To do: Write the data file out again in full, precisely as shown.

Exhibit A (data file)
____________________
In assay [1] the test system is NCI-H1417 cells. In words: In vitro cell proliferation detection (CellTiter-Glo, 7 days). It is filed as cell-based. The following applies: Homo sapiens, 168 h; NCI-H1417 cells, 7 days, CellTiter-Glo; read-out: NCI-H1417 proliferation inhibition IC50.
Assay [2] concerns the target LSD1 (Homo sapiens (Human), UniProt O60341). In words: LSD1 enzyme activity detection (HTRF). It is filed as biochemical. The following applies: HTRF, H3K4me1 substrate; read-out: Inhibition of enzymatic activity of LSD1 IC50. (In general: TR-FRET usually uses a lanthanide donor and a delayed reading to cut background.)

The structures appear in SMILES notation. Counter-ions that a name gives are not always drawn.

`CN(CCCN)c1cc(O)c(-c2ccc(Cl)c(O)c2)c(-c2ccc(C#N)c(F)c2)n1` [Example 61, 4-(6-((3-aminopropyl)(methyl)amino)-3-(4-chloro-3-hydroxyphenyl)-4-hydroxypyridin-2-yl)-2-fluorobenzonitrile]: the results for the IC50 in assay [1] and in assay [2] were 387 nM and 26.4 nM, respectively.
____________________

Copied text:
In assay [1] the test system is NCI-H1417 cells. In words: In vitro cell proliferation detection (CellTiter-Glo, 7 days). It is filed as cell-based. The following applies: Homo sapiens, 168 h; NCI-H1417 cells, 7 days, CellTiter-Glo; read-out: NCI-H1417 proliferation inhibition IC50.
Assay [2] concerns the target LSD1 (Homo sapiens (Human), UniProt O60341). In words: LSD1 enzyme activity detection (HTRF). It is filed as biochemical. The following applies: HTRF, H3K4me1 substrate; read-out: Inhibition of enzymatic activity of LSD1 IC50. (In general: TR-FRET usually uses a lanthanide donor and a delayed reading to cut background.)

The structures appear in SMILES notation. Counter-ions that a name gives are not always drawn.

`CN(CCCN)c1cc(O)c(-c2ccc(Cl)c(O)c2)c(-c2ccc(C#N)c(F)c2)n1` [Example 61, 4-(6-((3-aminopropyl)(methyl)amino)-3-(4-chloro-3-hydroxyphenyl)-4-hydroxypyridin-2-yl)-2-fluorobenzonitrile]: the results for the IC50 in assay [1] and in assay [2] were 387 nM and 26.4 nM, respectively.